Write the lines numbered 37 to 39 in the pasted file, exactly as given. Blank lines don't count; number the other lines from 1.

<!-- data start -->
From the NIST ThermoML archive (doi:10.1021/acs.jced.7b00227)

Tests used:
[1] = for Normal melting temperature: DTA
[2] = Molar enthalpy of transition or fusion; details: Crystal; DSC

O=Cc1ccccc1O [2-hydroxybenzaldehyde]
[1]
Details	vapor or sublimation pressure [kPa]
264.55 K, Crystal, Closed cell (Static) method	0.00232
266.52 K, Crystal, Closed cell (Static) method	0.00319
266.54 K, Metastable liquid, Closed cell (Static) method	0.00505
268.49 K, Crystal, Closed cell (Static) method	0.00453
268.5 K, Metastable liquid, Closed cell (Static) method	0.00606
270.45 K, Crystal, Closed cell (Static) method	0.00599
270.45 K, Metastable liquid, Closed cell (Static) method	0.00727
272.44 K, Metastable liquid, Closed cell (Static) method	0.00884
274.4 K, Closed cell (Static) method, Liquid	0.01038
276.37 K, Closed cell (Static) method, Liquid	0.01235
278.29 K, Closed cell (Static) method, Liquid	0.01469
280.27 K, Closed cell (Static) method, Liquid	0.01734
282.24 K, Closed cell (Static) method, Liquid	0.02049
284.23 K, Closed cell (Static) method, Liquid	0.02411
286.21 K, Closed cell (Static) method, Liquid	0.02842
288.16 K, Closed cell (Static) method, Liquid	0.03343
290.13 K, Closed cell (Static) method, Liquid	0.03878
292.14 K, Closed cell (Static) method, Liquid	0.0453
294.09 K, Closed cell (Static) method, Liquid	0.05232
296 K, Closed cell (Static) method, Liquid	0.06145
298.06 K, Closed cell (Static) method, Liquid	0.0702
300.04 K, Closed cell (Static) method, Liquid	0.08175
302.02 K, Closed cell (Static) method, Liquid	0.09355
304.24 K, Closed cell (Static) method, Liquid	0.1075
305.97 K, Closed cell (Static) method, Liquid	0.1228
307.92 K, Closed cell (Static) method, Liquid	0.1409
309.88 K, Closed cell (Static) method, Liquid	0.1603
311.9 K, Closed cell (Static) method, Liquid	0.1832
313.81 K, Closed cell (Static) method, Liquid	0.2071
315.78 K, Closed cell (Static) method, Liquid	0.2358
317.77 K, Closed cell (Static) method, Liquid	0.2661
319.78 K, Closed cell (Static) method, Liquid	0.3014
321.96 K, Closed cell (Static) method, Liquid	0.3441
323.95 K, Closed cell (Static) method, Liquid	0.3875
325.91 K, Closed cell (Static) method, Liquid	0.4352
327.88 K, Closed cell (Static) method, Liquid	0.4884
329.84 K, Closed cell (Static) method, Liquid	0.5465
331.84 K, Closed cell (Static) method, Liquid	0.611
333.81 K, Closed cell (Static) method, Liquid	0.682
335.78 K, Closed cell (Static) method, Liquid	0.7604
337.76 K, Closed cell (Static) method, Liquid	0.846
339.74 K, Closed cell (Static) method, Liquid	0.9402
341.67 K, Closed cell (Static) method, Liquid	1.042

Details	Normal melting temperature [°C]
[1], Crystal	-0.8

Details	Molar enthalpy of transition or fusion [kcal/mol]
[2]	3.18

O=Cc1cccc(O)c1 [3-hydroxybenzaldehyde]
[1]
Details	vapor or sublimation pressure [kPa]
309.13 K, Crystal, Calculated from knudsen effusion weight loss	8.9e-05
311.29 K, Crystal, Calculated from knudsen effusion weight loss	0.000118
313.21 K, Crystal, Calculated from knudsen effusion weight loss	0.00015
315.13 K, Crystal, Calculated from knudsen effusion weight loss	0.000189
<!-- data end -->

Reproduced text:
315.78 K, Closed cell (Static) method, Liquid	0.2358
317.77 K, Closed cell (Static) method, Liquid	0.2661
319.78 K, Closed cell (Static) method, Liquid	0.3014